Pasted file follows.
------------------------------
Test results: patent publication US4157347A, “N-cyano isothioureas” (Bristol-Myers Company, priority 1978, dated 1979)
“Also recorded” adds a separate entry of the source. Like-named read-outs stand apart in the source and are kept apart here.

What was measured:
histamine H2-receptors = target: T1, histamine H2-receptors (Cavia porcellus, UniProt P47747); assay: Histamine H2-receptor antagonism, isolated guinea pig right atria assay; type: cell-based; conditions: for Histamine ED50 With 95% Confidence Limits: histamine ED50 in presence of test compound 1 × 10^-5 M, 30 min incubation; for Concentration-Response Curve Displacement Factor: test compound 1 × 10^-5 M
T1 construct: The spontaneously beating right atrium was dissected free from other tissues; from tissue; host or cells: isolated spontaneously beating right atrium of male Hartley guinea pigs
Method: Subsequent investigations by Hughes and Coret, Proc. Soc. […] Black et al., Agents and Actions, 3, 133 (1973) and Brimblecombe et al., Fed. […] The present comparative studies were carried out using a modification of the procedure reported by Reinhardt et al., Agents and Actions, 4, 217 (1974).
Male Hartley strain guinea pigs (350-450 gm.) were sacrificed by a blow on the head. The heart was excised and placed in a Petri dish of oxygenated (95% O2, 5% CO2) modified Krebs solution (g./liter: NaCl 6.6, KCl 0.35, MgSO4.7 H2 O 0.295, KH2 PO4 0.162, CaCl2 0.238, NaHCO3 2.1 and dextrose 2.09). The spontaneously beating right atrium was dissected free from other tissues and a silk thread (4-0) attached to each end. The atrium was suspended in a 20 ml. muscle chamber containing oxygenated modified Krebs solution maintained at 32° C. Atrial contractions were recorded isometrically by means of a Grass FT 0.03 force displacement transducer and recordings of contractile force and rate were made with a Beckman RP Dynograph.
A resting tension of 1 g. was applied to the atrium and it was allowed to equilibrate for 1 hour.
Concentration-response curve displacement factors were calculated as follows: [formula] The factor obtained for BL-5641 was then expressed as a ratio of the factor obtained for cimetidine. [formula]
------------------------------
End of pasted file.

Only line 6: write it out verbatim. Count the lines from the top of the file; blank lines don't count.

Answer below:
Method: Subsequent investigations by Hughes and Coret, Proc. Soc. […] Black et al., Agents and Actions, 3, 133 (1973) and Brimblecombe et al., Fed. […] The present comparative studies were carried out using a modification of the procedure reported by Reinhardt et al., Agents and Actions, 4, 217 (1974).